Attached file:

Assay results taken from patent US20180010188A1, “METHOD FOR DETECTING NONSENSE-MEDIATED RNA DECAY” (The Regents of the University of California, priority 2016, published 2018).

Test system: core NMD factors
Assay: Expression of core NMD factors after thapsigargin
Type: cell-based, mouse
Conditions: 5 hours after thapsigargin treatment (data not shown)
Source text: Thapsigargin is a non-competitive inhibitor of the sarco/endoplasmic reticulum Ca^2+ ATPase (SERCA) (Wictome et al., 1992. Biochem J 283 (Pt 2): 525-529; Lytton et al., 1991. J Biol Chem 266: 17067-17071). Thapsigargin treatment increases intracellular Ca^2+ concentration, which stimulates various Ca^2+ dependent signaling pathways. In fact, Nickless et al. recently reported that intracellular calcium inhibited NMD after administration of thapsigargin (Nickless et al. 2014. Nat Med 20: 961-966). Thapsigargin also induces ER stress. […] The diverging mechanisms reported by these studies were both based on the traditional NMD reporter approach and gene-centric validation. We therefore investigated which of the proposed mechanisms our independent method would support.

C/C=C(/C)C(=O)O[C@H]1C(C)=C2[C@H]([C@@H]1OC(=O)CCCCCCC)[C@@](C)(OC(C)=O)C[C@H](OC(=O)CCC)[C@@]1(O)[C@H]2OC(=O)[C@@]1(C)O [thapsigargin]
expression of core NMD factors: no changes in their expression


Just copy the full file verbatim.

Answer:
Assay results taken from patent US20180010188A1, “METHOD FOR DETECTING NONSENSE-MEDIATED RNA DECAY” (The Regents of the University of California, priority 2016, published 2018).

Test system: core NMD factors
Assay: Expression of core NMD factors after thapsigargin
Type: cell-based, mouse
Conditions: 5 hours after thapsigargin treatment (data not shown)
Source text: Thapsigargin is a non-competitive inhibitor of the sarco/endoplasmic reticulum Ca^2+ ATPase (SERCA) (Wictome et al., 1992. Biochem J 283 (Pt 2): 525-529; Lytton et al., 1991. J Biol Chem 266: 17067-17071). Thapsigargin treatment increases intracellular Ca^2+ concentration, which stimulates various Ca^2+ dependent signaling pathways. In fact, Nickless et al. recently reported that intracellular calcium inhibited NMD after administration of thapsigargin (Nickless et al. 2014. Nat Med 20: 961-966). Thapsigargin also induces ER stress. […] The diverging mechanisms reported by these studies were both based on the traditional NMD reporter approach and gene-centric validation. We therefore investigated which of the proposed mechanisms our independent method would support.

C/C=C(/C)C(=O)O[C@H]1C(C)=C2[C@H]([C@@H]1OC(=O)CCCCCCC)[C@@](C)(OC(C)=O)C[C@H](OC(=O)CCC)[C@@]1(O)[C@H]2OC(=O)[C@@]1(C)O [thapsigargin]
expression of core NMD factors: no changes in their expression